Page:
The route we took in going to Manassas Gap was by Arlington Heights and thence by Fairfax Court House, where several batteries had been erected. This was the first time we knew we had to fight; they never told us where we were going till then. When we were about a mile from the place they got us to load our muskets. We were the first up to the battery, where we were drawn up in line of battle, when we found that the rebels had fled to Manassas. Then the cavalry were sent in hot pursuit of the enemy, but failed to overtake them. We camped in Fairfax that night, and the boys enjoyed themselves by burning down the houses of the secessionists. Next morning we took the march again, and went to Centreville by night; here we encamped two days.
On Monday morning at three o’clock we marched to the field, and as well as I can mind it was ten or eleven o’clock when we got there. It then looked very hot. The Seventy-first was the only regiment then at them. When we arrived, just as we got out of the woods in the rear of the battery, we lost three men by cannon balls. I could not describe to you what the battle field looked like. At the time of the retreat we ran over the dead and wounded for a mile from the battery and to hear the wounded crying for help would have made the heart of stone ache. All along the road we had men, only wounded a little, who, when the long march came, had to give out and lie down to die. For ten miles this side of the field they could be seen lying here and there on the road-side.
Only four or five of the Pittsburgh boys, that I know of, were killed. One young fellow, named Frank Harris, who joined the Irish volunteers in Pittsburgh, was my right hand man; going up to the battery he did not fire a single shot; he was one of the first to fall.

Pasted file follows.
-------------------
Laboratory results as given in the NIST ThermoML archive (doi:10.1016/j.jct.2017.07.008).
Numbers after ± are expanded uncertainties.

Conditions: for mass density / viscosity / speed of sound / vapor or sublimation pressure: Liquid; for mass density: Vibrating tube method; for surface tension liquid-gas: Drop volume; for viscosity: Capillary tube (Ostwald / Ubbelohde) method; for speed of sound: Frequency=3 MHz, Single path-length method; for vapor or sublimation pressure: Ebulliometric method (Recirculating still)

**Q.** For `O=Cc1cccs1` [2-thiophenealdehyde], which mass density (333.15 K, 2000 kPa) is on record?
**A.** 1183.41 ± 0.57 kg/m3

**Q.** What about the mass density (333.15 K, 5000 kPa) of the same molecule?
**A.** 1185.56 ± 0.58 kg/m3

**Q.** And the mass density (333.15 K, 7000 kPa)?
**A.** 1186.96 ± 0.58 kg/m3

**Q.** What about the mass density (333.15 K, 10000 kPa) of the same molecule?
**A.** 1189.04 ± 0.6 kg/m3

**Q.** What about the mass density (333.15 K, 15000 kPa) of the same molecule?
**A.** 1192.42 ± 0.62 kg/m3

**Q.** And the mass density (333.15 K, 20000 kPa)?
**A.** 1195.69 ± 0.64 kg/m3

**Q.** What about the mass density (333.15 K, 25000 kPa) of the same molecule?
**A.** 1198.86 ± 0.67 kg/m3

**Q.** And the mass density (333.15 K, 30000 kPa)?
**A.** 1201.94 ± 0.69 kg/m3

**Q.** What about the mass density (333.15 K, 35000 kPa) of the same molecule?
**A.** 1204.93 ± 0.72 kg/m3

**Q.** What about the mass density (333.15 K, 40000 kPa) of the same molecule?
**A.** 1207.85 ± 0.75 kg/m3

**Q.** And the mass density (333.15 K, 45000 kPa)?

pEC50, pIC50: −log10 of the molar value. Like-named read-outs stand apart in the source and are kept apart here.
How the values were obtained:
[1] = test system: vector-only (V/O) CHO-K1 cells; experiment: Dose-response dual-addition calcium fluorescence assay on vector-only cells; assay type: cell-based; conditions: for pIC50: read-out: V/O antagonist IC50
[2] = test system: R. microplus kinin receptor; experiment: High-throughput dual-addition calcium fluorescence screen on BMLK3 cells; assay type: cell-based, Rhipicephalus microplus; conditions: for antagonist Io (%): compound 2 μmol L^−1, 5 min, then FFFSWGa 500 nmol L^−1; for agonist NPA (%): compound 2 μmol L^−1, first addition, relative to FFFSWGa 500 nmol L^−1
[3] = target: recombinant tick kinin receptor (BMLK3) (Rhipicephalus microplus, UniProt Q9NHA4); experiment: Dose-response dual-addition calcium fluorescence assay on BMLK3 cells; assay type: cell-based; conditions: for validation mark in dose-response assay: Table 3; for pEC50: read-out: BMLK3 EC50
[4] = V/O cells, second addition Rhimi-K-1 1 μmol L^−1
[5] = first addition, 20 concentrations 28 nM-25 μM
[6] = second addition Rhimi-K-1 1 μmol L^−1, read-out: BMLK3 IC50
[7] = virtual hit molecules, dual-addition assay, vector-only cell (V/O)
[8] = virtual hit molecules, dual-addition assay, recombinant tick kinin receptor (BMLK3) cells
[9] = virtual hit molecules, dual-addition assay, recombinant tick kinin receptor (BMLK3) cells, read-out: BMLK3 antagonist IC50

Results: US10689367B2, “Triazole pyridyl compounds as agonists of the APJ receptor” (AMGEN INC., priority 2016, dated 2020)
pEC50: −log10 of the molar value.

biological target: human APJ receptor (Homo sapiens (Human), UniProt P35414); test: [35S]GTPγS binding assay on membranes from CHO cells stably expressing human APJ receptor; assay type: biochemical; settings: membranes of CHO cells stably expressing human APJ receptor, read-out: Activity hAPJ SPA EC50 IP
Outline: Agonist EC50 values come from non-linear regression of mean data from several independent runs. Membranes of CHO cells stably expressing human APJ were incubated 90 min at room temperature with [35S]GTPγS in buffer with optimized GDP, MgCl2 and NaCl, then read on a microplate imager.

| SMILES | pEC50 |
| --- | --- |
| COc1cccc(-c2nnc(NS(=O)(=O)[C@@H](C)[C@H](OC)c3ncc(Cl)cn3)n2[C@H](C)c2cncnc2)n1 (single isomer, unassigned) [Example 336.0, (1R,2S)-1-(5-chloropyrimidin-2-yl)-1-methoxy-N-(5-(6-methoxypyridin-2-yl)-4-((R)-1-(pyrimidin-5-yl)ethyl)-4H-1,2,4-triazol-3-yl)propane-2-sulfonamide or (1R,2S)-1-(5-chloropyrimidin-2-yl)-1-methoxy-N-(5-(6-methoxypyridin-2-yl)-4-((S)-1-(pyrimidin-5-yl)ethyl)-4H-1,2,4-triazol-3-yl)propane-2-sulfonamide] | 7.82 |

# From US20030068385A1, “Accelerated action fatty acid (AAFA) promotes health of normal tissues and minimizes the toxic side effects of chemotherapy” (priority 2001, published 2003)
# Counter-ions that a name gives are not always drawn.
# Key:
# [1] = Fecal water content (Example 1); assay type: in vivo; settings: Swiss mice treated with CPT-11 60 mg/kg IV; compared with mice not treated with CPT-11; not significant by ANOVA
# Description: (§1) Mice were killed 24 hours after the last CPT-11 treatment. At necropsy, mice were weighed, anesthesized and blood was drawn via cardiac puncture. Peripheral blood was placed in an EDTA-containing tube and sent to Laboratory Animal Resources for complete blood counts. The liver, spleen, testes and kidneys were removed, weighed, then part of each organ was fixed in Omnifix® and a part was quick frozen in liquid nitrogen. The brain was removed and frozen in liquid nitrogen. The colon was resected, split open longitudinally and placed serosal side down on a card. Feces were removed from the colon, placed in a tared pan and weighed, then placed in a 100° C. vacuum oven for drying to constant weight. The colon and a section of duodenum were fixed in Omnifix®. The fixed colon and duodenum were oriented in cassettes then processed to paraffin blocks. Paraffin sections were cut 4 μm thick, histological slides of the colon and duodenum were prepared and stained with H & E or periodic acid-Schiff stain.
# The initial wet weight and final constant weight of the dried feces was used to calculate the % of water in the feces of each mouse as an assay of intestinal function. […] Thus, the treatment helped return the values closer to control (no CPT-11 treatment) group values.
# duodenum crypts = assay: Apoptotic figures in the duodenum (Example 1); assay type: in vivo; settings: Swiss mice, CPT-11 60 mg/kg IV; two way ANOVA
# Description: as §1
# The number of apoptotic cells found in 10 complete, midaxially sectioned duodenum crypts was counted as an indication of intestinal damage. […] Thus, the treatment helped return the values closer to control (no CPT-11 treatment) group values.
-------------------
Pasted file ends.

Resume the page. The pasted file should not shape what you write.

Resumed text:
there were but few of the marines who were not wounded. I believe there are not thirty in the barracks who are not wounded more or less. I think they intended to fix me when they hit the lock of my musket. You could hear the ball playing “Yankee Doodle” around your ears, but could not move . It was about as hot a place as I ever want to be in. I saw a horse’s head taken off by a cannon ball at the time of our retreat; but he kept on ten or twelve yards before he found out that he was dead, then dropped and the poor fellow that was on his back had to take the hard road for it.
I cannot tell you any more about the battle at present, as I am very tired, have not slept any for forty-eight hours and marched from forty to fifty miles, fighting our way. I wish you would send me a Pittsburgh paper with an account of the battle, that I can see the difference in it.
As these letters remind us, the Irish experience of Bull Run encompassed much more than just the 69th New York State Militia– indeed the Irishmen of the 69th were surrounded on every side by units that contained large numbers from Irish American communities. It is also a reminder of some of the desperate measures that war engenders, when young men who had barely donned uniform had to be thrown into the meat grinder, some never to re-emerge.
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Pool-Camp, Suzanne & Camp, Dick 2012. The Marine Battalion at the First Battle of Bull Run.
Pittsburgh Daily Post 31 July 1861.
John Riley Navy Widow’s Certificate.